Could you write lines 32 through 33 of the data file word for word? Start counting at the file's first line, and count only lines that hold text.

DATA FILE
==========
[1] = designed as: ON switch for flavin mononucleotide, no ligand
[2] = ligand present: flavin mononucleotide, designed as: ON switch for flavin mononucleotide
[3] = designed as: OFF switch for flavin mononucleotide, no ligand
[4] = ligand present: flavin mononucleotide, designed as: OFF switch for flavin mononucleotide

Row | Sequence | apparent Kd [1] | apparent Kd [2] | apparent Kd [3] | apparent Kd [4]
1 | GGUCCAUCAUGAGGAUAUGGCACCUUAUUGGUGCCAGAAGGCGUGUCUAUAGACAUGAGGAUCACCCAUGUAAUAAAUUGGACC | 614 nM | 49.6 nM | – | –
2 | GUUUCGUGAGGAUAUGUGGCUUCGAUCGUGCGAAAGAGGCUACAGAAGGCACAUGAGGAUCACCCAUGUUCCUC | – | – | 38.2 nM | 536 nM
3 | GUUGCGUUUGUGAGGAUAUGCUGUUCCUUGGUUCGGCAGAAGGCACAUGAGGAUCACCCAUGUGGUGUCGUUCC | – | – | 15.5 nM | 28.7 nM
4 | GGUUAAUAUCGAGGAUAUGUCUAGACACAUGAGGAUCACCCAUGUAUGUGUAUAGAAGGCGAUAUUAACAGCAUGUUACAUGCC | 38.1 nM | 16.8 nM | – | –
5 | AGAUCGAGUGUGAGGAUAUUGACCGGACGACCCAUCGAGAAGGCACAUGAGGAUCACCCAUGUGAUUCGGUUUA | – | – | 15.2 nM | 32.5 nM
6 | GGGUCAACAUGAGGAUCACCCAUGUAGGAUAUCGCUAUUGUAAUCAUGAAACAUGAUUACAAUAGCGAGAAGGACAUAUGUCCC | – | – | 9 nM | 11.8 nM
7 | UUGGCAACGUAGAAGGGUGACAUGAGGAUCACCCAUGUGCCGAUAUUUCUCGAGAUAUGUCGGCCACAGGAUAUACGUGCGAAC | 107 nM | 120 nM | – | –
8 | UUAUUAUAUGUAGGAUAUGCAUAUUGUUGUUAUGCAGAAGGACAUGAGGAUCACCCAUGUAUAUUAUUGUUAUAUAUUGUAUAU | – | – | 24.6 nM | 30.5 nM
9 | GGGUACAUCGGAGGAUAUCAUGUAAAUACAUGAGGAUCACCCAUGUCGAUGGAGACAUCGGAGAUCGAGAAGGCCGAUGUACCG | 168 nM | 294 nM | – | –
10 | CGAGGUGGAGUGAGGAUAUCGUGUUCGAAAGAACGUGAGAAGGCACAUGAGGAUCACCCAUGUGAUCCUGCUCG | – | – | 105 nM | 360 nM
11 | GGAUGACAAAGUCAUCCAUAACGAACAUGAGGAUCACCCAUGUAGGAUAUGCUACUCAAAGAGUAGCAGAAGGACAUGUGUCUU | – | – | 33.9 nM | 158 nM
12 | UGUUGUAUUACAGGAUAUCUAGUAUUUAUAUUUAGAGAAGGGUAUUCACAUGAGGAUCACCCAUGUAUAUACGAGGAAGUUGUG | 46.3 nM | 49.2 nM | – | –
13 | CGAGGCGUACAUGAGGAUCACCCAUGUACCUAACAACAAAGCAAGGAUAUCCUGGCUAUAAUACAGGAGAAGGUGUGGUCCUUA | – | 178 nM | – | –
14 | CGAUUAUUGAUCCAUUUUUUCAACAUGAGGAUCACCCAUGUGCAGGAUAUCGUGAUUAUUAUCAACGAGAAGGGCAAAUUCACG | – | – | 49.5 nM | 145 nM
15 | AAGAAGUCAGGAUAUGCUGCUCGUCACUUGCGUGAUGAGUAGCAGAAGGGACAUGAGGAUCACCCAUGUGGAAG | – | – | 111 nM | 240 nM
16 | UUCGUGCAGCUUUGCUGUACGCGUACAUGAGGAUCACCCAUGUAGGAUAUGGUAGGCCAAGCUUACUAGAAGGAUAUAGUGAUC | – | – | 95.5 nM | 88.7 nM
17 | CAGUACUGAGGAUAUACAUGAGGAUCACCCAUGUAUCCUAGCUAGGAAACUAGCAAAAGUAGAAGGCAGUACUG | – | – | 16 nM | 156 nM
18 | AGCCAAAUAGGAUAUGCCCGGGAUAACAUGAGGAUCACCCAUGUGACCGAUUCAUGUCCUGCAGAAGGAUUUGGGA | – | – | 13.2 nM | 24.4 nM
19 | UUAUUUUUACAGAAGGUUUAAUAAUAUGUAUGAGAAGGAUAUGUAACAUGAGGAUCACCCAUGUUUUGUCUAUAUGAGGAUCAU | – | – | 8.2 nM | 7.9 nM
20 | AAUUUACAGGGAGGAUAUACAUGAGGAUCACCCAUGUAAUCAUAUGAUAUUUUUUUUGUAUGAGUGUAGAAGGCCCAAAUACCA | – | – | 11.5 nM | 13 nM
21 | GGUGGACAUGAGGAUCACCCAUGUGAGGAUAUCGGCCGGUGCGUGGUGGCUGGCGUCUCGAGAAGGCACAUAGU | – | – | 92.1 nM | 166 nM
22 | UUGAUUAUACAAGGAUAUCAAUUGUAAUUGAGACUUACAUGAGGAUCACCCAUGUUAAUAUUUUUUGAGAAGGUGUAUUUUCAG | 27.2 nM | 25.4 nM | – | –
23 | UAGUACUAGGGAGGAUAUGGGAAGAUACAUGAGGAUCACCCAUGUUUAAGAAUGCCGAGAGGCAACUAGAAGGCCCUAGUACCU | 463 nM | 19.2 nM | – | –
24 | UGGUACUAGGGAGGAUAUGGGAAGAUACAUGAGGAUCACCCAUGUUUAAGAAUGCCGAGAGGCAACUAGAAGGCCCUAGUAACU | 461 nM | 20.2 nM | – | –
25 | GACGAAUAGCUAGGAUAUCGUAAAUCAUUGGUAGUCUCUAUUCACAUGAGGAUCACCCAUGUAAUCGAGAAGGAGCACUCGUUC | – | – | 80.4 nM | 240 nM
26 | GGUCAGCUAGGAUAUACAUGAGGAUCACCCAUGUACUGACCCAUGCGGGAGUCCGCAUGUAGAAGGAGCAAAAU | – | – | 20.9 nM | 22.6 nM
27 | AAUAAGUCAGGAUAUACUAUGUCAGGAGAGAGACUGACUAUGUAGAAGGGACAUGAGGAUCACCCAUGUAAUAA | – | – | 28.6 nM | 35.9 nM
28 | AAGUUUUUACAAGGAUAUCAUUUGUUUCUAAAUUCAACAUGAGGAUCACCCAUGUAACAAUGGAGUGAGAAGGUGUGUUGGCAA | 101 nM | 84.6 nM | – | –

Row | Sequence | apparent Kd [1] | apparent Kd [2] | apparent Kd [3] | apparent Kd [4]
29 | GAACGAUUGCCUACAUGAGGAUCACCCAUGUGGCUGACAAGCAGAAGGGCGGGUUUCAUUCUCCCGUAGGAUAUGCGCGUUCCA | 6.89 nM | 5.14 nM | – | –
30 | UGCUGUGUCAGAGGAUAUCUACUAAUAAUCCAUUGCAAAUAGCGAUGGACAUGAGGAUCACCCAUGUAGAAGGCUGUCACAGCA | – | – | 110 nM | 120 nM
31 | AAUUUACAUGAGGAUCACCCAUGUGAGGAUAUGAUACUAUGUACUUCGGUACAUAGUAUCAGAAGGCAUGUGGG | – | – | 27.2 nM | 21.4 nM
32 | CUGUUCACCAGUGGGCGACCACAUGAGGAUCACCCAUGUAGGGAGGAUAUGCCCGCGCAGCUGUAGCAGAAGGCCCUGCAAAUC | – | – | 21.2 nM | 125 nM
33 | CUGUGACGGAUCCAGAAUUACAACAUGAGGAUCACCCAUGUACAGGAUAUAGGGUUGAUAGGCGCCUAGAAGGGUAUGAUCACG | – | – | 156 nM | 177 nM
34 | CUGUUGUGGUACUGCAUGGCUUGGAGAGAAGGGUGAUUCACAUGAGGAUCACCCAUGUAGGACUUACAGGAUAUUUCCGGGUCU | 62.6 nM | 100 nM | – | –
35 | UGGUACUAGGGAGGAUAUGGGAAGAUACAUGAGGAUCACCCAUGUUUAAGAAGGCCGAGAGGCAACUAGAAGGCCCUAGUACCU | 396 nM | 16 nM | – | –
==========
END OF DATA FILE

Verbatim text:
27 | AAUAAGUCAGGAUAUACUAUGUCAGGAGAGAGACUGACUAUGUAGAAGGGACAUGAGGAUCACCCAUGUAAUAA | – | – | 28.6 nM | 35.9 nM
28 | AAGUUUUUACAAGGAUAUCAUUUGUUUCUAAAUUCAACAUGAGGAUCACCCAUGUAACAAUGGAGUGAGAAGGUGUGUUGGCAA | 101 nM | 84.6 nM | – | –